23 SES 10 A, Knowledge, Teaching and the Curriculum; New Agendas for Research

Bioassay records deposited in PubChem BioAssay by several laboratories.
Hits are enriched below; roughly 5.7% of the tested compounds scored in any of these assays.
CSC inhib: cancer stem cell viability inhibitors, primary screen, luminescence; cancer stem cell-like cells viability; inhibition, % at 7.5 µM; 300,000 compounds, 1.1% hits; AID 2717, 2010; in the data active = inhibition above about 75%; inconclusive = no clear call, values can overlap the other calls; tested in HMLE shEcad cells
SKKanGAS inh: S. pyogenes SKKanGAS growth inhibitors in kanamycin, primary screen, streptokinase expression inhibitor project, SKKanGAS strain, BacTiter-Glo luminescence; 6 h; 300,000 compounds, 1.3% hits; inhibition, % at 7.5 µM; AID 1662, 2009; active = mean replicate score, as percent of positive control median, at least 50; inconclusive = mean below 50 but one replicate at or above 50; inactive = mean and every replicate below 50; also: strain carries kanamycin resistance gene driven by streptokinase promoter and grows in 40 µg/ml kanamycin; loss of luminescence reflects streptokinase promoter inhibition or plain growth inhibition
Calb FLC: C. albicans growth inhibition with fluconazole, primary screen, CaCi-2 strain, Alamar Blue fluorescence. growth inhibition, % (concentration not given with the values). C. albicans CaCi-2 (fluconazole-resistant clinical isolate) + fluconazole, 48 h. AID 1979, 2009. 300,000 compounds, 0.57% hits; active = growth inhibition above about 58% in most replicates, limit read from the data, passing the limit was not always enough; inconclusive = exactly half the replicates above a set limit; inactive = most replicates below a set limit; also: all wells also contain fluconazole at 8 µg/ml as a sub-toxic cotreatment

The paper identifies three central arguments against testing in the broader research literature. The first is a political argument, which argues that testing is a negative instrument of surveillance, and implies a diminishing trust in teacher professionalism. The second argument is a pedagogical one; it contends that testing negatively affects both the breadth and depth of pedagogy. The third argument is more conceptual ; it draws attention to the knowledge consequences of testing and how assessment can fragment knowledge into isolated facts. What has been neglected is a consideration of testing as a means for signalling appropriate knowledge, in terms of its coherence, sequence, progression and pace. The paper investigates the ways in which test results hold the potential to signal curriculum knowledge and therefore can drive pedagogical possibility rather than closure.
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